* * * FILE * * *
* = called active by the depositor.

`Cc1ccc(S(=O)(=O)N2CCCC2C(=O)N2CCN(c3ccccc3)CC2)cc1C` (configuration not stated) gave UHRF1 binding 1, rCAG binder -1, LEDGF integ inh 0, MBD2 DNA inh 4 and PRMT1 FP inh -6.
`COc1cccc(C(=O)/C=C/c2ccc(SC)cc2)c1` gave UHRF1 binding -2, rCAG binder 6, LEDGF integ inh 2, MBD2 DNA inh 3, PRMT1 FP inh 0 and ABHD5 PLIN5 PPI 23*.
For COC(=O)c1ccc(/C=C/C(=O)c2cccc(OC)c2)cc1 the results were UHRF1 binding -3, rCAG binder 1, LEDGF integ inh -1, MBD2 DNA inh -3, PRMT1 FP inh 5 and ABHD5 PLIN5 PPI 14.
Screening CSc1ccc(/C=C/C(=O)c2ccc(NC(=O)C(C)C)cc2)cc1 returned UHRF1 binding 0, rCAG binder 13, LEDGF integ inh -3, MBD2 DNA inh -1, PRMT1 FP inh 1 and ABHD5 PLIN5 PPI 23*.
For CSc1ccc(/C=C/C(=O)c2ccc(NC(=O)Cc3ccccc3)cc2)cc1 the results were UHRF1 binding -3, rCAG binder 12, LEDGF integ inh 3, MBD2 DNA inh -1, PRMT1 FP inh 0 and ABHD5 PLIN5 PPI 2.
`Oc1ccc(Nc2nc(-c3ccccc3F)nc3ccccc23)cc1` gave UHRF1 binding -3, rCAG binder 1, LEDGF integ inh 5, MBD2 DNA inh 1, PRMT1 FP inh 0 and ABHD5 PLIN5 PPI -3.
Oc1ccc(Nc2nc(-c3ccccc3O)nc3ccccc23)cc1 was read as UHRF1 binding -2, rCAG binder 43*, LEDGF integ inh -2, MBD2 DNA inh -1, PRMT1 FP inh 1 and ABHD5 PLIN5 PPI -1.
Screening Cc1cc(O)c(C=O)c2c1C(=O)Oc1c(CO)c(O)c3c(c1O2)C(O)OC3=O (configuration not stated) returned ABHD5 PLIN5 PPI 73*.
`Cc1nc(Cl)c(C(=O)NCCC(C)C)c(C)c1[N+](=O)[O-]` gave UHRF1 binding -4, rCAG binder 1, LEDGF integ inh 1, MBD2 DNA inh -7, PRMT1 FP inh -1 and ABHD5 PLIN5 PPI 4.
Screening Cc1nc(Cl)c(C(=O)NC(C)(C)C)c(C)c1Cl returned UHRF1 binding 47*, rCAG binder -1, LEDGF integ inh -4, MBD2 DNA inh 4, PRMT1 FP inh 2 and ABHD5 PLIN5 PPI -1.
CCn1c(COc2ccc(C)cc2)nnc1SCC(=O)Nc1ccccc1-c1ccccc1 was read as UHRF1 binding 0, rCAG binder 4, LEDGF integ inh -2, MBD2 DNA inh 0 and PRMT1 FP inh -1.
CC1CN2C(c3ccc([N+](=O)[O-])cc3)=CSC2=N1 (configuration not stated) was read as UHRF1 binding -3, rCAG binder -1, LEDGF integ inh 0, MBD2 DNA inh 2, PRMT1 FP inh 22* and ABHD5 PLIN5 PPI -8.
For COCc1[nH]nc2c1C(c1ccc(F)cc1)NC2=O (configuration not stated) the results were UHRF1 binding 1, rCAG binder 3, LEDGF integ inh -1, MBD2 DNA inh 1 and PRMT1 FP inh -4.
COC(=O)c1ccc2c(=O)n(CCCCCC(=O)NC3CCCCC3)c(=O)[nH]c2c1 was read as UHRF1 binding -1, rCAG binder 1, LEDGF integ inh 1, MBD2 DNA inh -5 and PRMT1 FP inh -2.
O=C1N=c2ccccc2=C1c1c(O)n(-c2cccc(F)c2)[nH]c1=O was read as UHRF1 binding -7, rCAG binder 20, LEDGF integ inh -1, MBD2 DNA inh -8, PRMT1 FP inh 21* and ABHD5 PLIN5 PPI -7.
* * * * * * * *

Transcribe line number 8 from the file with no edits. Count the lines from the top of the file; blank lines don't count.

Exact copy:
Oc1ccc(Nc2nc(-c3ccccc3O)nc3ccccc23)cc1 was read as UHRF1 binding -2, rCAG binder 43*, LEDGF integ inh -2, MBD2 DNA inh -1, PRMT1 FP inh 1 and ABHD5 PLIN5 PPI -1.